How can I deal with scammers?

Ten scams that even smart people fall for

Do you think that only dull-witted people fall into the clutches of scammers, but you are not in danger? Who now would believe that he won an iPhone or received an inheritance from an unknown rich uncle? But con artists do not just earn their bread and butter: they can find an approach to almost anyone.

1. Treatment fees

Fraudulent scheme:

Information about a seriously ill child who urgently needs expensive treatment, medicine, equipment, or something else is posted on the Internet. The ad has pictures and even medical documents, but often the images are fuzzy and the medical history is incomplete. And, of course, the number of the card to which the money should be transferred.

Children, unfortunately, do suffer from serious illnesses, including cancer, and their relatives raise funds for treatment. By early 2018, there were 25,000 children on medical records. So the authors of the ads on the Internet may indeed be desperate parents.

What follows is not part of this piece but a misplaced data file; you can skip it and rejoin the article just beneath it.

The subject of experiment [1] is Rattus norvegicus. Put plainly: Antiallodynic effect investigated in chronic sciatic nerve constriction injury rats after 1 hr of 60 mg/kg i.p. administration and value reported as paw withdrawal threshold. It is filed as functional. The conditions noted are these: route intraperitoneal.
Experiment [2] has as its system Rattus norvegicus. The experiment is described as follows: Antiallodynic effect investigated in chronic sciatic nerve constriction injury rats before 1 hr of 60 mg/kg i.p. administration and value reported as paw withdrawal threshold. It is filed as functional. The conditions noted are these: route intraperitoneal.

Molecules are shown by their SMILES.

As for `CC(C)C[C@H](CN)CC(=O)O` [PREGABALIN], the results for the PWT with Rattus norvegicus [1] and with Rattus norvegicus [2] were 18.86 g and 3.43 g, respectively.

But there is a good chance that behind such posts are crooks who simply stole someone else's photos and scans of documents, perhaps changed the data in graphic editors and use it for profit. Sometimes they even create clones of the sites of charitable foundations.

How not to get caught?

Verify information: ask for a full set of documents and reports on received and spent funds, run pictures and scans through a Google photo search. You can find out the number of the hospital where the person is being treated, and call them to check if they really have such a patient. If the collection is conducted on behalf of a charitable foundation, it is worth finding official contacts and clarifying whether the organization is really involved.